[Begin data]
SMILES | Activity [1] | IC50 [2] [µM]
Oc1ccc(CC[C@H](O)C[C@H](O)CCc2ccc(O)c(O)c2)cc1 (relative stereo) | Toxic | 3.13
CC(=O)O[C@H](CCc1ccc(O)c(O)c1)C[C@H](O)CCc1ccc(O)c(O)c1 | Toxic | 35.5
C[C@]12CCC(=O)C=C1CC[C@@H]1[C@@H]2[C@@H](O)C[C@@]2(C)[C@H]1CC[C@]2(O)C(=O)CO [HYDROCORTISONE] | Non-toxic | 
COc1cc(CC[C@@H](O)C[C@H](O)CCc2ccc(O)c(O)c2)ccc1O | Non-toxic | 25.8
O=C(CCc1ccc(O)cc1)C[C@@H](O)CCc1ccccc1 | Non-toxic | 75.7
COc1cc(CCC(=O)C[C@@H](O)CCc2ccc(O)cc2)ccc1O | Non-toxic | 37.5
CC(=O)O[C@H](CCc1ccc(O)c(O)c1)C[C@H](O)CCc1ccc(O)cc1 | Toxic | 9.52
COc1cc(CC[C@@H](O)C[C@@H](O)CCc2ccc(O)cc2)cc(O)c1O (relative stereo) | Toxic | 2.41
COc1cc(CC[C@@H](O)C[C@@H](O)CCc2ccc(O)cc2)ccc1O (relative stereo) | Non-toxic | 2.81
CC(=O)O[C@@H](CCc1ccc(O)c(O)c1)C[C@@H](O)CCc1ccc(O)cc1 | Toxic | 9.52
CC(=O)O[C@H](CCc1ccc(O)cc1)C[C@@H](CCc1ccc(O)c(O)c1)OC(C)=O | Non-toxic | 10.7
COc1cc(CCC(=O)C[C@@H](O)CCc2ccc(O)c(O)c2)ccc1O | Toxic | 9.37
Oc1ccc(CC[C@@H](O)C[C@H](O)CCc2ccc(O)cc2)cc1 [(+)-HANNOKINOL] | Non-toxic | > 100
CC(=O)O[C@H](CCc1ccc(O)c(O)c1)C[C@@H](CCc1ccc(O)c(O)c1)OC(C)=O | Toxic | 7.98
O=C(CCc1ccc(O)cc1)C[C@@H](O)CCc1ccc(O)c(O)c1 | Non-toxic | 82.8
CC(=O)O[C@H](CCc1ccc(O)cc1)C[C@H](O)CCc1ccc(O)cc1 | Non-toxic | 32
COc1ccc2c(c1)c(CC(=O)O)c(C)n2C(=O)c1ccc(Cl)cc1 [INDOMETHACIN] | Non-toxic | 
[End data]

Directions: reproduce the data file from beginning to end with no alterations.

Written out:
SMILES | Activity [1] | IC50 [2] [µM]
Oc1ccc(CC[C@H](O)C[C@H](O)CCc2ccc(O)c(O)c2)cc1 (relative stereo) | Toxic | 3.13
CC(=O)O[C@H](CCc1ccc(O)c(O)c1)C[C@H](O)CCc1ccc(O)c(O)c1 | Toxic | 35.5
C[C@]12CCC(=O)C=C1CC[C@@H]1[C@@H]2[C@@H](O)C[C@@]2(C)[C@H]1CC[C@]2(O)C(=O)CO [HYDROCORTISONE] | Non-toxic | 
COc1cc(CC[C@@H](O)C[C@H](O)CCc2ccc(O)c(O)c2)ccc1O | Non-toxic | 25.8
O=C(CCc1ccc(O)cc1)C[C@@H](O)CCc1ccccc1 | Non-toxic | 75.7
COc1cc(CCC(=O)C[C@@H](O)CCc2ccc(O)cc2)ccc1O | Non-toxic | 37.5
CC(=O)O[C@H](CCc1ccc(O)c(O)c1)C[C@H](O)CCc1ccc(O)cc1 | Toxic | 9.52
COc1cc(CC[C@@H](O)C[C@@H](O)CCc2ccc(O)cc2)cc(O)c1O (relative stereo) | Toxic | 2.41
COc1cc(CC[C@@H](O)C[C@@H](O)CCc2ccc(O)cc2)ccc1O (relative stereo) | Non-toxic | 2.81
CC(=O)O[C@@H](CCc1ccc(O)c(O)c1)C[C@@H](O)CCc1ccc(O)cc1 | Toxic | 9.52
CC(=O)O[C@H](CCc1ccc(O)cc1)C[C@@H](CCc1ccc(O)c(O)c1)OC(C)=O | Non-toxic | 10.7
COc1cc(CCC(=O)C[C@@H](O)CCc2ccc(O)c(O)c2)ccc1O | Toxic | 9.37
Oc1ccc(CC[C@@H](O)C[C@H](O)CCc2ccc(O)cc2)cc1 [(+)-HANNOKINOL] | Non-toxic | > 100
CC(=O)O[C@H](CCc1ccc(O)c(O)c1)C[C@@H](CCc1ccc(O)c(O)c1)OC(C)=O | Toxic | 7.98
O=C(CCc1ccc(O)cc1)C[C@@H](O)CCc1ccc(O)c(O)c1 | Non-toxic | 82.8
CC(=O)O[C@H](CCc1ccc(O)cc1)C[C@H](O)CCc1ccc(O)cc1 | Non-toxic | 32
COc1ccc2c(c1)c(CC(=O)O)c(C)n2C(=O)c1ccc(Cl)cc1 [INDOMETHACIN] | Non-toxic | 